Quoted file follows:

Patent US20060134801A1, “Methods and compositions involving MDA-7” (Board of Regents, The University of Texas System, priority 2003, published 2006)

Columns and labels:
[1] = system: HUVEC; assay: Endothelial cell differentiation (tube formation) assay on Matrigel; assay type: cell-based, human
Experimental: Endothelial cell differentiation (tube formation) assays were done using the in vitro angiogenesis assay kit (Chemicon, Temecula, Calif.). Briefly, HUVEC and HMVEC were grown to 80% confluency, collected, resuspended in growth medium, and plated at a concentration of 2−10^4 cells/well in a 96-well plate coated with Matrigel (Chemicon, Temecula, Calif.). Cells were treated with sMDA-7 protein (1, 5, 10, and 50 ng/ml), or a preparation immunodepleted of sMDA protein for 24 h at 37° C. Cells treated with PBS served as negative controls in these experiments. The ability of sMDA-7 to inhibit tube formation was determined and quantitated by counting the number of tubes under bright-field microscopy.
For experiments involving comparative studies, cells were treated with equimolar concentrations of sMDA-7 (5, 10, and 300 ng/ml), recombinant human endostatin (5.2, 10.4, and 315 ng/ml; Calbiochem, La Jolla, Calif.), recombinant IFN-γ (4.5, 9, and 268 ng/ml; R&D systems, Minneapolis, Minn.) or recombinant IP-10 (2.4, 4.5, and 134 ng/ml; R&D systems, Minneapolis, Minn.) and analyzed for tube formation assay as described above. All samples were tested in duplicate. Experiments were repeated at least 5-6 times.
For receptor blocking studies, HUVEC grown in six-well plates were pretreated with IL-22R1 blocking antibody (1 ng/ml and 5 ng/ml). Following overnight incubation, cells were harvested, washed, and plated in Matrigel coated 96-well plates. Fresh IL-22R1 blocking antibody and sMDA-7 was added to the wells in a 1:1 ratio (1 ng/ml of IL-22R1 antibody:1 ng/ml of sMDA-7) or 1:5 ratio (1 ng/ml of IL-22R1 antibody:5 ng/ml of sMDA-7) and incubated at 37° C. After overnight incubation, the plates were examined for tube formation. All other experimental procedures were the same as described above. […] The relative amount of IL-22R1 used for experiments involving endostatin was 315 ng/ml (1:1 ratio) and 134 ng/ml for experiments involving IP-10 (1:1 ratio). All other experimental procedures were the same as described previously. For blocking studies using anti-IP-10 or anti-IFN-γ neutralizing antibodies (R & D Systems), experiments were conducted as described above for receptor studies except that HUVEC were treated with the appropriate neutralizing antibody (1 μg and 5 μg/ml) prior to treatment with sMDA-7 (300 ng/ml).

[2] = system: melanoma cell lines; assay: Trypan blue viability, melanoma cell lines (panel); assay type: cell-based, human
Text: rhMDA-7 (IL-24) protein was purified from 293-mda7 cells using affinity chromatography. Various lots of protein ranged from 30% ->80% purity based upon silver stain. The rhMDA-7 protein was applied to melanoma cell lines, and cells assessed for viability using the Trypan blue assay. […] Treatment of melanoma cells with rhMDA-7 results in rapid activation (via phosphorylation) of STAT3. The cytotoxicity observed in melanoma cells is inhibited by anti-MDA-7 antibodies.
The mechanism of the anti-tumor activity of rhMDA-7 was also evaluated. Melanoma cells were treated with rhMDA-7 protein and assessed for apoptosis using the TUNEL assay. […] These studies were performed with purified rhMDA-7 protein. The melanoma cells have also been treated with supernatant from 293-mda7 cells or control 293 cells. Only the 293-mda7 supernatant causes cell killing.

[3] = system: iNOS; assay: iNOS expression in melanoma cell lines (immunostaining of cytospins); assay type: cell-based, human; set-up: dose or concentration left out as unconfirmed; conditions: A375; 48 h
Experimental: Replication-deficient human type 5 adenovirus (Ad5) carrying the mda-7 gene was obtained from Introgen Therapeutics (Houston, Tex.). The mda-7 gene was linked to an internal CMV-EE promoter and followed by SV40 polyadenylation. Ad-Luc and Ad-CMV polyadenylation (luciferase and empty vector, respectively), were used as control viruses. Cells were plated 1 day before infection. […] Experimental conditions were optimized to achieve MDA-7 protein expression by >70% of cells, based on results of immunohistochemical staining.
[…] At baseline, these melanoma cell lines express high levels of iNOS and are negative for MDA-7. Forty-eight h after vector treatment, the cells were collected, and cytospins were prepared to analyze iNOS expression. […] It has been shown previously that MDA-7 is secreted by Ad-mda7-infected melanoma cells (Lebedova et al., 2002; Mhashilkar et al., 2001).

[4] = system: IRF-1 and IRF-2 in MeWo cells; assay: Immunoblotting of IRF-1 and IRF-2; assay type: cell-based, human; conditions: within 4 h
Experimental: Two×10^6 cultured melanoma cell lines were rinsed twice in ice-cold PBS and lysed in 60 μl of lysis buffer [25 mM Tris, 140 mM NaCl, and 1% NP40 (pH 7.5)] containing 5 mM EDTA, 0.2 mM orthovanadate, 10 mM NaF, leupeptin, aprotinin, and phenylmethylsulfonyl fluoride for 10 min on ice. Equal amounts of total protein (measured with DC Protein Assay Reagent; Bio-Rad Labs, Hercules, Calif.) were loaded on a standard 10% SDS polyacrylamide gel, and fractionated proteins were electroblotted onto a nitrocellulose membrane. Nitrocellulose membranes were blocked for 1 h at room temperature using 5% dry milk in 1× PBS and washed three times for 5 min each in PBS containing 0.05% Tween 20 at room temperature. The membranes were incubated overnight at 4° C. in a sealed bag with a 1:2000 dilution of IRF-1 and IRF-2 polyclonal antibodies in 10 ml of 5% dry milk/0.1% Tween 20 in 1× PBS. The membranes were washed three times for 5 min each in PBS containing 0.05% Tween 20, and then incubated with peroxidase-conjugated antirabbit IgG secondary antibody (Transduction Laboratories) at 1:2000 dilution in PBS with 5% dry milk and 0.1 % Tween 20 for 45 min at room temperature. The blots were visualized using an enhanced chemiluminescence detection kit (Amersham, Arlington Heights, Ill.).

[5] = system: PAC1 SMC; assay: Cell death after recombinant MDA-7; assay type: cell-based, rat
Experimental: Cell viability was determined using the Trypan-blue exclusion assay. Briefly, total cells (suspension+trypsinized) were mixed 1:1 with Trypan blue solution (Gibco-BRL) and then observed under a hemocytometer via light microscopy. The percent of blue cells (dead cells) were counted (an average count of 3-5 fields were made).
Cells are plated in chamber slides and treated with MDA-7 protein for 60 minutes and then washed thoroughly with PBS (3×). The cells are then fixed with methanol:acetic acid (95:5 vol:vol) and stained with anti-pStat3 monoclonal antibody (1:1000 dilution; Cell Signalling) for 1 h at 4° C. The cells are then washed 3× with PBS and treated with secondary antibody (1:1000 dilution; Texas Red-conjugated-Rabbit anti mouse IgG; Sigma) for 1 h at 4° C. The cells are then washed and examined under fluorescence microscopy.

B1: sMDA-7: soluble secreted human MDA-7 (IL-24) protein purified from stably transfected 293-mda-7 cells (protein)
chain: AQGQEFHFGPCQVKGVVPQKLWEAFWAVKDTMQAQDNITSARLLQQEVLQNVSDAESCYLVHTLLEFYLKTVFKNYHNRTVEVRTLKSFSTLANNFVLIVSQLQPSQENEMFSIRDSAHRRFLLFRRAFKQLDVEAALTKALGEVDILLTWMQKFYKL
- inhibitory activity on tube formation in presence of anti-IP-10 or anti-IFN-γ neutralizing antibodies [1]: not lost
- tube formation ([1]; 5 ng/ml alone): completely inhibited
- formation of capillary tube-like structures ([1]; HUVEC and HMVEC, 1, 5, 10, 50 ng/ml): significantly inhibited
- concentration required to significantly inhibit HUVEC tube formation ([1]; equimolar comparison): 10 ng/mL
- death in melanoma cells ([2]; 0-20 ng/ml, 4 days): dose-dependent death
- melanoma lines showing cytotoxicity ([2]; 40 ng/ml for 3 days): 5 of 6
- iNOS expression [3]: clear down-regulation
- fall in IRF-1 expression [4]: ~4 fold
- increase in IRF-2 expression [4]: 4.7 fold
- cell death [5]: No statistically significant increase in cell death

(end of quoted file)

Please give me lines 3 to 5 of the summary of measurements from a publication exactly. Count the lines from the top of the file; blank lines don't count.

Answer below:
[1] = system: HUVEC; assay: Endothelial cell differentiation (tube formation) assay on Matrigel; assay type: cell-based, human
Experimental: Endothelial cell differentiation (tube formation) assays were done using the in vitro angiogenesis assay kit (Chemicon, Temecula, Calif.). Briefly, HUVEC and HMVEC were grown to 80% confluency, collected, resuspended in growth medium, and plated at a concentration of 2−10^4 cells/well in a 96-well plate coated with Matrigel (Chemicon, Temecula, Calif.). Cells were treated with sMDA-7 protein (1, 5, 10, and 50 ng/ml), or a preparation immunodepleted of sMDA protein for 24 h at 37° C. Cells treated with PBS served as negative controls in these experiments. The ability of sMDA-7 to inhibit tube formation was determined and quantitated by counting the number of tubes under bright-field microscopy.
For experiments involving comparative studies, cells were treated with equimolar concentrations of sMDA-7 (5, 10, and 300 ng/ml), recombinant human endostatin (5.2, 10.4, and 315 ng/ml; Calbiochem, La Jolla, Calif.), recombinant IFN-γ (4.5, 9, and 268 ng/ml; R&D systems, Minneapolis, Minn.) or recombinant IP-10 (2.4, 4.5, and 134 ng/ml; R&D systems, Minneapolis, Minn.) and analyzed for tube formation assay as described above. All samples were tested in duplicate. Experiments were repeated at least 5-6 times.